The State of Vermont appointed Defendant Michelle Kainen to represent Ms. Marshall in the termination proceedings, and the matter was heard by Judge Katharine Hayes in a contested hearing (Doc. 32 at 3.) Defendant Mary Ann Neil served as the Assistant Attorney General representing the State, and Defendant Attorney Ruth Clough served as attorney for the children (Doc. 32 at 4.) Defendant Brita Hanson served as a guardian ad litem for the children. Id. Defendants Carla Tucker, Brenda Pellerine, Sue Lohutko, Jennifer Foster, and Janet Melke were DCF caseworkers involved in the case, some of whom testified during the termination proceedings. Id. Defendant Jeffrey Carlstrom, another caseworker, testified about alleged sexual abuse involving the children. Id. at 8. Defendant Dr. William Halikias met with the family once at the DCF office in Springfield, Vermont, prepared a family forensic report, and served as an expert witness. Id. at 10, 20, 21.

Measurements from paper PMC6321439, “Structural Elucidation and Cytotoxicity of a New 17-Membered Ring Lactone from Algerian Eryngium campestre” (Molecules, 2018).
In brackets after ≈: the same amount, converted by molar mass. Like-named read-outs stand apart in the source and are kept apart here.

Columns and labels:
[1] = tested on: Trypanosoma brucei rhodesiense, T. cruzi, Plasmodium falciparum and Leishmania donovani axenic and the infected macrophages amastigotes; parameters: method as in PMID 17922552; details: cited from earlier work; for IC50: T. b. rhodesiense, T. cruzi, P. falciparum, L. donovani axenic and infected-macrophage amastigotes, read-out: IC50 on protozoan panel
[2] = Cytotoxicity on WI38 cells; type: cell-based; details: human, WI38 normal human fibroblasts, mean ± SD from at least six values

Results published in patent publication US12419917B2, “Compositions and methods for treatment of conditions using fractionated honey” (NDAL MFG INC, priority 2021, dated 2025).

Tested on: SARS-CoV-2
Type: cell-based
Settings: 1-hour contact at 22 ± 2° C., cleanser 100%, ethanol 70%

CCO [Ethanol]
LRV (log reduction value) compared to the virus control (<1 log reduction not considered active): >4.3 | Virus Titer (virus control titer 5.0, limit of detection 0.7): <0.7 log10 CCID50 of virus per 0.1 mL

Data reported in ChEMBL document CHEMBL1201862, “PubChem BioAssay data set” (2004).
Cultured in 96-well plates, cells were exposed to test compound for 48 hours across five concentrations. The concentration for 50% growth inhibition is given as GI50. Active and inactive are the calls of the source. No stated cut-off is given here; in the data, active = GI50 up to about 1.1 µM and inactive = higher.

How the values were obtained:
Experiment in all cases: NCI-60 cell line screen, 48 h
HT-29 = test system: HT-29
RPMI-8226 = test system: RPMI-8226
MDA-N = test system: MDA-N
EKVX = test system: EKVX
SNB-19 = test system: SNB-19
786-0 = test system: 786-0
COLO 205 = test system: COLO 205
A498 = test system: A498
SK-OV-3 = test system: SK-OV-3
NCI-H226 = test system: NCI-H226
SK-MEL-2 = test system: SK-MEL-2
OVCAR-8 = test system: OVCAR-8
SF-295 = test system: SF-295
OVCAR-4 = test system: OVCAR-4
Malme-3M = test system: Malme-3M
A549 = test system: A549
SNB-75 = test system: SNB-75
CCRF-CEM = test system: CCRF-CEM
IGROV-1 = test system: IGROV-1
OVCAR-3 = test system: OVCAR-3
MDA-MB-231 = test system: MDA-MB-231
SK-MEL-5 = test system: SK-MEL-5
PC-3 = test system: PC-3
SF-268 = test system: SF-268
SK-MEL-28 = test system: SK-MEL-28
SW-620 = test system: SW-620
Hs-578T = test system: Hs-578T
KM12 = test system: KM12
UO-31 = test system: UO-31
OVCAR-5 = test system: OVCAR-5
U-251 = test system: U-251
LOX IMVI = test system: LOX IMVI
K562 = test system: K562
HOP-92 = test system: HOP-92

The Marshalls allege violations of Ms. Marshall's Fourteenth Amendment rights to substantive and procedural due process, conspiracy to deprive civil rights, obstruction of justice, evidence tampering, and perjury. Id. at 2-3. The Marshalls also make several Sixth Amendment claims: (1) Ms. Marshall did not receive effective assistance of counsel; (2) she was not allowed to offer any evidence or put on witnesses in her favor; (3) she was not permitted to depose witnesses or to obtain other documents in discovery; (4) the attorneys and caseworkers participating in the proceedings were biased against Ms. Marshall as a result of their involvement in related state court proceedings; (5) Ms. Marshall was denied a change of venue; (6) Ms. Marshall was not permitted to undergo an independent psychological evaluation; and (7) Ms. Marshall was denied the opportunity to confront witnesses at trial or to compel witness testimony.

The Marshalls seek monetary damages in an amount of $1 million per defendant and have filed several motions seeking injunctive relief (Docs. 48, 64, 65, 67, 68, 73, 75, 76.) The Marshalls also have moved for the appointment of counsel (Doc. 77.)